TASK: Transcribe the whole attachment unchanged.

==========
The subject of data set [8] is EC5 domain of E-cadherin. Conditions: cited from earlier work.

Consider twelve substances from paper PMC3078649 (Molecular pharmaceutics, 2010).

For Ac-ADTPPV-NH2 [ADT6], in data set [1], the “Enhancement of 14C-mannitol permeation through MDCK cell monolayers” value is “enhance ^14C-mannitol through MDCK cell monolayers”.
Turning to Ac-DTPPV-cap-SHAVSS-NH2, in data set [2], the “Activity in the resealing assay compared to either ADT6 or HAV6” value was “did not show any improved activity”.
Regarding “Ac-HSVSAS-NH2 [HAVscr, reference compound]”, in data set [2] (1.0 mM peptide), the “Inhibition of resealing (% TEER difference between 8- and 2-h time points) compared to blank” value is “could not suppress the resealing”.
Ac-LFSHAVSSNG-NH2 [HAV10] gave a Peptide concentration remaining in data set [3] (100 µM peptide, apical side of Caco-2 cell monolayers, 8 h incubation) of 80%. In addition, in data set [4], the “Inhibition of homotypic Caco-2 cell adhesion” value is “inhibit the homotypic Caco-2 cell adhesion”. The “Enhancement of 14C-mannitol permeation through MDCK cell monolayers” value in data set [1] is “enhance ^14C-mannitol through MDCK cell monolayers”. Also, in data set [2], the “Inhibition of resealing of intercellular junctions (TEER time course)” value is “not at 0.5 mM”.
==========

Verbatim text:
The subject of data set [8] is EC5 domain of E-cadherin. Conditions: cited from earlier work.

Consider twelve substances from paper PMC3078649 (Molecular pharmaceutics, 2010).

For Ac-ADTPPV-NH2 [ADT6], in data set [1], the “Enhancement of 14C-mannitol permeation through MDCK cell monolayers” value is “enhance ^14C-mannitol through MDCK cell monolayers”.
Turning to Ac-DTPPV-cap-SHAVSS-NH2, in data set [2], the “Activity in the resealing assay compared to either ADT6 or HAV6” value was “did not show any improved activity”.
Regarding “Ac-HSVSAS-NH2 [HAVscr, reference compound]”, in data set [2] (1.0 mM peptide), the “Inhibition of resealing (% TEER difference between 8- and 2-h time points) compared to blank” value is “could not suppress the resealing”.
Ac-LFSHAVSSNG-NH2 [HAV10] gave a Peptide concentration remaining in data set [3] (100 µM peptide, apical side of Caco-2 cell monolayers, 8 h incubation) of 80%. In addition, in data set [4], the “Inhibition of homotypic Caco-2 cell adhesion” value is “inhibit the homotypic Caco-2 cell adhesion”. The “Enhancement of 14C-mannitol permeation through MDCK cell monolayers” value in data set [1] is “enhance ^14C-mannitol through MDCK cell monolayers”. Also, in data set [2], the “Inhibition of resealing of intercellular junctions (TEER time course)” value is “not at 0.5 mM”.